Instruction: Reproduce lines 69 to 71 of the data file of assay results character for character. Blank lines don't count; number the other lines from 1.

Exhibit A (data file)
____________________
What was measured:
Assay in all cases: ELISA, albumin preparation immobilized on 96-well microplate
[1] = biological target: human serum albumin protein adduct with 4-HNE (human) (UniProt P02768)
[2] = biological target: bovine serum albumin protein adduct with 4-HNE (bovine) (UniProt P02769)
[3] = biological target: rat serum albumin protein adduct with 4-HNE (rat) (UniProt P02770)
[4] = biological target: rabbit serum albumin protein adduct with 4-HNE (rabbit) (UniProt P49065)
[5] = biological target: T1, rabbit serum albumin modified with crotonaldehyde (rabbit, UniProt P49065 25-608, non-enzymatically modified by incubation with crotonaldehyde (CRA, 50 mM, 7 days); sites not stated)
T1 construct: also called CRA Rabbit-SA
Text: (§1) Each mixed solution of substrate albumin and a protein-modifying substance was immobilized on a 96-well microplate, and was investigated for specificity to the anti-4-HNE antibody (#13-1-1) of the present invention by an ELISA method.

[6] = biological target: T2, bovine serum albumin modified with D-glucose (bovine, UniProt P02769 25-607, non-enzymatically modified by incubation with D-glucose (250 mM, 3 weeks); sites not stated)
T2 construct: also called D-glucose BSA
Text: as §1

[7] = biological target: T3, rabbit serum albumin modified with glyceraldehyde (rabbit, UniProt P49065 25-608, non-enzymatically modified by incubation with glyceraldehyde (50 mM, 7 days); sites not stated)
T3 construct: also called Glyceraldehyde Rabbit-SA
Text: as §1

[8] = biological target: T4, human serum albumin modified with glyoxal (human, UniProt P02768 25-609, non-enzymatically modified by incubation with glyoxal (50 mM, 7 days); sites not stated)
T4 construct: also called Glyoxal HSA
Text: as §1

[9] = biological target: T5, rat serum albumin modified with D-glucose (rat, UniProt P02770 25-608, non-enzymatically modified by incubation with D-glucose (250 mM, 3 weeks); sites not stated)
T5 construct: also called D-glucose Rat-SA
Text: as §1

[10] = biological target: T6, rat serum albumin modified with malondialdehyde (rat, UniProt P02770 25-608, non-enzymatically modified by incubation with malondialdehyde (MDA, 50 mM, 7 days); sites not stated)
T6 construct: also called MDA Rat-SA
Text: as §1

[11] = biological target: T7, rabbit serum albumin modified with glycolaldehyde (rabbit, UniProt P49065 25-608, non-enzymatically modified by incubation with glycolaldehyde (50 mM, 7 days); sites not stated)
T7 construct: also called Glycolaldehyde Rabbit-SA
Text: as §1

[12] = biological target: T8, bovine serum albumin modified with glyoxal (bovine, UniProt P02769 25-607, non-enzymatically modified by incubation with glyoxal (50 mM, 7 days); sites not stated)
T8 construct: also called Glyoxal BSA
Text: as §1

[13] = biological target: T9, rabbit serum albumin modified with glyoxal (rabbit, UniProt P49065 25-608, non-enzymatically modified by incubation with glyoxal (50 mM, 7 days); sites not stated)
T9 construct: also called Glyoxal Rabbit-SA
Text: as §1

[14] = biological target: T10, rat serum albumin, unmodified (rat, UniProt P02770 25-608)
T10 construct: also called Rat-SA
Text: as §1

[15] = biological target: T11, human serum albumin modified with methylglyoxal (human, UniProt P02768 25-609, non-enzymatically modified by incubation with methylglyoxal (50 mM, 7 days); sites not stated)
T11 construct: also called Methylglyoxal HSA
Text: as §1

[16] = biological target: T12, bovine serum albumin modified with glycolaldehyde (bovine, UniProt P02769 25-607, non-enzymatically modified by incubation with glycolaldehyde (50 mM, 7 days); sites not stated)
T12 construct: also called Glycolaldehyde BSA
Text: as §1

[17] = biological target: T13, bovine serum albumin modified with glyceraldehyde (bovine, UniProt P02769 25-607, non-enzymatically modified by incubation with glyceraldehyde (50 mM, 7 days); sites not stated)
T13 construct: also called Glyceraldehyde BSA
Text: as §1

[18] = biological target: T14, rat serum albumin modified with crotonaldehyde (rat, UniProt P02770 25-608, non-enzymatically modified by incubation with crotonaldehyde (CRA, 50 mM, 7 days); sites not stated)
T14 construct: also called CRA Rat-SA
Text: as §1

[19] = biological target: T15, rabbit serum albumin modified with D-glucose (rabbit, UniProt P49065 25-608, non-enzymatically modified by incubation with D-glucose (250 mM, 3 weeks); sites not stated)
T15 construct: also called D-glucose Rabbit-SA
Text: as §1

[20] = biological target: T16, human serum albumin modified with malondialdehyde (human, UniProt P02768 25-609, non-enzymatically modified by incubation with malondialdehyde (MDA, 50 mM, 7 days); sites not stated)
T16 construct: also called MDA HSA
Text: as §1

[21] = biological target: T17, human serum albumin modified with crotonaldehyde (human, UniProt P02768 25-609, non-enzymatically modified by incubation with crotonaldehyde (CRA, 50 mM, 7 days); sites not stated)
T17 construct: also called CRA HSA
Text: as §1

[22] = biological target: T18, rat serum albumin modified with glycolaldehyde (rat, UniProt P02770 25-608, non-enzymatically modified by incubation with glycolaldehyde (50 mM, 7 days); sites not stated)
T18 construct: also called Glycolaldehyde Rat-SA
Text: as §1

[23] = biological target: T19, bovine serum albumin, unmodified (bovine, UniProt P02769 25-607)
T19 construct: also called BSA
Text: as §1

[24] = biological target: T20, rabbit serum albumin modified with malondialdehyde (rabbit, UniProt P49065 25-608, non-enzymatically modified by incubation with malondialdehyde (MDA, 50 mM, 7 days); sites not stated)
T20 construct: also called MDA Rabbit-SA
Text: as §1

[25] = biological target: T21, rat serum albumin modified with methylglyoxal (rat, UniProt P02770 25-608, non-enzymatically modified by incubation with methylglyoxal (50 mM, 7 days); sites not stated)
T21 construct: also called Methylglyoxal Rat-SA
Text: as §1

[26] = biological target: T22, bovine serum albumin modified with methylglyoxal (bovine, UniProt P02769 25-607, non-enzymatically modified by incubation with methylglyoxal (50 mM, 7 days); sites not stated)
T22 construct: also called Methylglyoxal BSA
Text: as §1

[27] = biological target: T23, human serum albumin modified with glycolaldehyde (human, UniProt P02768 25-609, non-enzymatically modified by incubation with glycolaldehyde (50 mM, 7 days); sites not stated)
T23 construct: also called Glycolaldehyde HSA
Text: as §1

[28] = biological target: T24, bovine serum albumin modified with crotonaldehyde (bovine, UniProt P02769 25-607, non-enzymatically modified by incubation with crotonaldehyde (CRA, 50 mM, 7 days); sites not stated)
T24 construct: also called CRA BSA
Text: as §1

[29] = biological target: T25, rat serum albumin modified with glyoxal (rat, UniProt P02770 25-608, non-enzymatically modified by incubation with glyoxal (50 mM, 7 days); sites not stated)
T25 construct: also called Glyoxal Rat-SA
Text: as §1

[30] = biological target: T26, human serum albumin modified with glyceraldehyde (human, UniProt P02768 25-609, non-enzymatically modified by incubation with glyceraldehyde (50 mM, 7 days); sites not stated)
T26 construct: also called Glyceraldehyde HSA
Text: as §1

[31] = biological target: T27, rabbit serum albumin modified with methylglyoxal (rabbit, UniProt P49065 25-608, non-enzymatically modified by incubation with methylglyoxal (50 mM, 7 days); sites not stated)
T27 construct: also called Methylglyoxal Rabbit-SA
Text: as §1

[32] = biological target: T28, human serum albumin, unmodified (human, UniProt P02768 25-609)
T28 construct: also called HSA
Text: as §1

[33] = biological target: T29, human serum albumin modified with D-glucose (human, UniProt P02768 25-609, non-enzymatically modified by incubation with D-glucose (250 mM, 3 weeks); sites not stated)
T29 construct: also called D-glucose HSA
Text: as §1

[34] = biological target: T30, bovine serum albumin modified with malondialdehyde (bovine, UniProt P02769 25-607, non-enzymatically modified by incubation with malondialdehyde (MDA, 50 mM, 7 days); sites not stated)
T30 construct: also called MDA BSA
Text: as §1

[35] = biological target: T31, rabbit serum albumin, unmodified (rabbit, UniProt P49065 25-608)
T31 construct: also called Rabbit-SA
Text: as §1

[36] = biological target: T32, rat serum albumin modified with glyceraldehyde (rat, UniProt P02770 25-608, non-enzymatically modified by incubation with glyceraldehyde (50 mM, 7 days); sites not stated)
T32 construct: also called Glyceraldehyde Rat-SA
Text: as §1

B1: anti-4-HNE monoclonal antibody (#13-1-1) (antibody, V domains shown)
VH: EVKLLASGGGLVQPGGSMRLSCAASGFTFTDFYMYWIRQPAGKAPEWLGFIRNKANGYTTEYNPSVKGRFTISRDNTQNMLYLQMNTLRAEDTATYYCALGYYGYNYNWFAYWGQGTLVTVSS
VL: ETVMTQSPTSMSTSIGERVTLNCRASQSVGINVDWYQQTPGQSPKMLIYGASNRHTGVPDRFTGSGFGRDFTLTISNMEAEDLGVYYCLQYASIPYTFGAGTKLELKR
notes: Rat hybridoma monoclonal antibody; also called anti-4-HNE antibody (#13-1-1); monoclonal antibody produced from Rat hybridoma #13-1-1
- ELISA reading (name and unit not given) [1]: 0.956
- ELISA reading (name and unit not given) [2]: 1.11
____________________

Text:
Text: as §1

[26] = biological target: T22, bovine serum albumin modified with methylglyoxal (bovine, UniProt P02769 25-607, non-enzymatically modified by incubation with methylglyoxal (50 mM, 7 days); sites not stated)
T22 construct: also called Methylglyoxal BSA